Disarmament DiplomacyIssue No. 28, July 1998
Russia's Security Council Discusses Future Nuclear PostureOn 3 July, Russia's Security Council, chaired by President Yeltsin, met in a special session devoted to, in the words of Presidential spokesperson Sergei Yastrzhembsky, announcing the meeting on 26 June, "a series of questions concerning Russia's long-term policy in the area of nuclear deterrence and developing nuclear forces." The meeting was called in the wake of the decision of the Lower House of the Russian Parliament, the Duma, to delay its decision on ratifying START (Strategic Arms Reduction Treaty) II until the Autumn (see last issue); the agenda, however, was predominantly concerned with Russian nuclear posture in the long-term. In part, the meeting seems to have been designed to allay public concern about the Government's commitment to maintaining strong nuclear forces. In remarks to the Council broadcast on Russian TV, President Yeltsin insisted:
"Nuclear forces are some of the most important factors ensuring the security of our country... The fact that reports appear here and there in the media that we have got weaker on the nuclear front, first of all...are seriously mistaken, and second, they do not help the State..."
Speaking immediately after the meeting, Yastrzhembsky gave the following summary to reporters:
"Major decisions were made on developing strategic nuclear forces, on developing nuclear and space technology, on financing the strategic nuclear forces, cutting arms and developing the nuclear non-proliferation regime...
The President said that Russia's nuclear forces are under full control, reliable, and meet national security needs in their current form...
The President said that Russia sees the START II Treaty as a priority issue... Its ratification will indeed serve the interests both of national security and international security... [He said] we will support and develop our potential of nuclear deterrence. But already today, there is a pressing question of natural aging of the ground, naval and air strategic nuclear forces... Therefore the tasks of nuclear deterrence must be considered as a whole, and in perspective."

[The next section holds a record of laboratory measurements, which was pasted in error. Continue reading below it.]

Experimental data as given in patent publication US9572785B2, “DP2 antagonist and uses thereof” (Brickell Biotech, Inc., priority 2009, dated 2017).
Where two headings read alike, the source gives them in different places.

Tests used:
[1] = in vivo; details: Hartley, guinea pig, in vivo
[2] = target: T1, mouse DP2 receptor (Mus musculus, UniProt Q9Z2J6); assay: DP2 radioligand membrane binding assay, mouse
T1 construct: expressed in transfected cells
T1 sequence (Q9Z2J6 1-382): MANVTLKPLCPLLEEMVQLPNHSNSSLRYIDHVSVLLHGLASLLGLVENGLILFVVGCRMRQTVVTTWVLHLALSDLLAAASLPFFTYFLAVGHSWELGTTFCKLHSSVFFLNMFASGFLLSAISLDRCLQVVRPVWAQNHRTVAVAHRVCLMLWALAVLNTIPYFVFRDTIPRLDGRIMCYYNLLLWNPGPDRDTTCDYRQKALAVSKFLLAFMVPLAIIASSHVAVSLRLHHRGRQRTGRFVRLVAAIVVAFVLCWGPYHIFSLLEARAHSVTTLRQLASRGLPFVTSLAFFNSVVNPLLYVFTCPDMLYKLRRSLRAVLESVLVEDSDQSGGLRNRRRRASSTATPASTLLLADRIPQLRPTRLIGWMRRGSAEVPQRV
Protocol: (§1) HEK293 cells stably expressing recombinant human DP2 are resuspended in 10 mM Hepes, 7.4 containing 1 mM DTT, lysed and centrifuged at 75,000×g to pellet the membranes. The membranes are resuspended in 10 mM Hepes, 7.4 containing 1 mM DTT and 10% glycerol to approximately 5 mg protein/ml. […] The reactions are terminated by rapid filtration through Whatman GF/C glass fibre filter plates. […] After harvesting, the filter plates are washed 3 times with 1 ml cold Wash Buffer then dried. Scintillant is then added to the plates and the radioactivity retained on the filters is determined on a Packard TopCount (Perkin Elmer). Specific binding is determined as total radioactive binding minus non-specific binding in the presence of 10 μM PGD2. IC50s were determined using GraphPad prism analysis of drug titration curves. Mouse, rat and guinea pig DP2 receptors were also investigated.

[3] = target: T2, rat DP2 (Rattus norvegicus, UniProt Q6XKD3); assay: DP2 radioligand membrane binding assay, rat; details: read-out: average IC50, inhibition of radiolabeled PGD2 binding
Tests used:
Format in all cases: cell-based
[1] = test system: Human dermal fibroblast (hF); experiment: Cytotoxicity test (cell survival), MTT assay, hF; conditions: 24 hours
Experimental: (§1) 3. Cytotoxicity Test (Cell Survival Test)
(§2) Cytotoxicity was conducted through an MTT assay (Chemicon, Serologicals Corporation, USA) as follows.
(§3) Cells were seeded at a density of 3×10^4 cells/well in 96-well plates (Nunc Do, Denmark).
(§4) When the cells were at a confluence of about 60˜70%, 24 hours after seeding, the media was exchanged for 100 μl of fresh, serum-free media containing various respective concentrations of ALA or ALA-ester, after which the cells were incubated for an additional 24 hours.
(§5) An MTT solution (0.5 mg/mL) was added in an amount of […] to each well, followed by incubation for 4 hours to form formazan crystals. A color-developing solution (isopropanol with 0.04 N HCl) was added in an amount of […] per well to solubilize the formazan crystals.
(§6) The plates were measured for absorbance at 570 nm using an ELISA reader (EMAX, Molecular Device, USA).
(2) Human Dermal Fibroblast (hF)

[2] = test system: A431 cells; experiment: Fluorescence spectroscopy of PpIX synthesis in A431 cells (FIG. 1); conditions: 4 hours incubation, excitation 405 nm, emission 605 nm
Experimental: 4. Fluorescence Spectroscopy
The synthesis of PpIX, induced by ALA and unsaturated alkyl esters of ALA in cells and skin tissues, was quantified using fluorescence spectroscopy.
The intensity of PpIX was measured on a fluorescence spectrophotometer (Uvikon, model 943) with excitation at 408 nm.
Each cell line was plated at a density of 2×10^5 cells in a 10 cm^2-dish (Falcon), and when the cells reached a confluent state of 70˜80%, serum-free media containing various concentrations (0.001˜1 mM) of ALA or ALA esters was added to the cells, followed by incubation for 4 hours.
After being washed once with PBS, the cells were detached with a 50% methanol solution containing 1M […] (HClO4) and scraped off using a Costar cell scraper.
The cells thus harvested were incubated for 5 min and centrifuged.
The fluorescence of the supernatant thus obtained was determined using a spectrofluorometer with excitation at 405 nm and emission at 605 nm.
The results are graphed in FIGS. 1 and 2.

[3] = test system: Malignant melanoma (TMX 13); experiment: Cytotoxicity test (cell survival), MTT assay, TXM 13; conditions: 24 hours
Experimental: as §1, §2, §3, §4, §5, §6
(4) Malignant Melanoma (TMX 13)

The Secretary of the Council, Andrei Kokoshin, gave more details in an interview to the Itar-Tass news agency on 3 July:
"The Security Council considered the state and prospects of the development of the strategic nuclear force... [It] adopted decisions on the economic, scientific, and industrial development of the force and the necessary infrastructure, and fixed the amounts of finances...
[President Yeltsin] stressed the necessity of the Council and the Government paying close attention to problems facing industrial and scientific organisations directly involved in the implementation of missile-space and nuclear programmes...
[T]he decisions adopted by the Council provide for the preservation of the triple composition of the nuclear force, including land, naval, and air facilities, up to the year 2010 and further...." Kokoshin then gave details of the specific systems of each 'leg' of this strategic 'triad':
Russia currently has six types of land-based intercontinental ballistic missile (ICBM) - these would be replaced by just one, the Topol-M, which would be capable of either mobile or stationary launch. The Topol-M would remain in service until around 2020.
Two types of bomber, the Tu-95MS and the Tu-160, would be modernised and equipped to carry long-range, nuclear-armed cruise missiles: "According to our calculations, these bombers may be in use up to the year 2115 and further..."
Kokoshin stated: "As for the sea-based component, it will be beefed up. The Council decided to focus on maintaining high combat efficiency of the nuclear submarines of the latest projects. Other measures were outlined as well..." In an interview with the Interfax news agency on 6 July, Naval Chief of Staff Admiral Vladimir Kuroyedov stated that, over the next 10-15 years, "our task is to bring the Navy into first place." According to Interfax, Kuroyedov stated that the number of submarines armed with ICBMs - 26 - would remain unchanged; nuclear modernisation would focus on other submarines and missiles, though few details were given.